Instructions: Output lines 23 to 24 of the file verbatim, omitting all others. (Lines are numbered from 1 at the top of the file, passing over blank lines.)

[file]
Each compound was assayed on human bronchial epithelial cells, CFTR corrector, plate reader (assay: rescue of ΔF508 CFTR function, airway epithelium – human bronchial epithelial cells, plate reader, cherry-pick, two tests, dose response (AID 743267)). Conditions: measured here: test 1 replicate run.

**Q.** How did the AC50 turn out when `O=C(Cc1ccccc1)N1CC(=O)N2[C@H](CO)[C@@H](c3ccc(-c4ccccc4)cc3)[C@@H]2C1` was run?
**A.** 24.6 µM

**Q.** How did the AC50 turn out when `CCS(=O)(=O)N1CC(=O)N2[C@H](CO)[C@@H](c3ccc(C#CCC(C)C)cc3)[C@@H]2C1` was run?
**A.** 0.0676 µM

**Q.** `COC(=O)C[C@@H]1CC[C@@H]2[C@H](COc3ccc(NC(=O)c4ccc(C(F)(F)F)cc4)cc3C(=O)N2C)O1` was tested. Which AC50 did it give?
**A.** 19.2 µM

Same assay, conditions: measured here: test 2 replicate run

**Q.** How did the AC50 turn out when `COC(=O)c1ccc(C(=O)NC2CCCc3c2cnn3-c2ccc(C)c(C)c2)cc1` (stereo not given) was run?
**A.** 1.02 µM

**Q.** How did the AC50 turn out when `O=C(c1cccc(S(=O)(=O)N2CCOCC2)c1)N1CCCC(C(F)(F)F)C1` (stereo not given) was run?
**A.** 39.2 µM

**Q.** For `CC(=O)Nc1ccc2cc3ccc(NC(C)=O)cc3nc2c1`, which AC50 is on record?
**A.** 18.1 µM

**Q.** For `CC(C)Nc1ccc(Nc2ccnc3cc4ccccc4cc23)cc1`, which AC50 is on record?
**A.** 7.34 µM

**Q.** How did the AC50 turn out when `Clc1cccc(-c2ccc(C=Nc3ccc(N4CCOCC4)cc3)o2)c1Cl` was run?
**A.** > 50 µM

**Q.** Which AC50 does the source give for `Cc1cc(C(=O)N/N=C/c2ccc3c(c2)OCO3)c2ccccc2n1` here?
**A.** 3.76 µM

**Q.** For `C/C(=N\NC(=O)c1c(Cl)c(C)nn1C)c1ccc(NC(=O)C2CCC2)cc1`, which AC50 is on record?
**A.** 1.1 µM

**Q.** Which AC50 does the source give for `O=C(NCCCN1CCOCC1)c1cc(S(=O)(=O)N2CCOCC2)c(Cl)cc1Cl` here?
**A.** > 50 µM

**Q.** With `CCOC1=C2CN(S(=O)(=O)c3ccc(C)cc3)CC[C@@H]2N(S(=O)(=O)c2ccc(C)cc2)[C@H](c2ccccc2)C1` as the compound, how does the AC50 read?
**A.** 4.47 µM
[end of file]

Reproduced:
**Q.** Which AC50 does the source give for `O=C(NCCCN1CCOCC1)c1cc(S(=O)(=O)N2CCOCC2)c(Cl)cc1Cl` here?
**A.** > 50 µM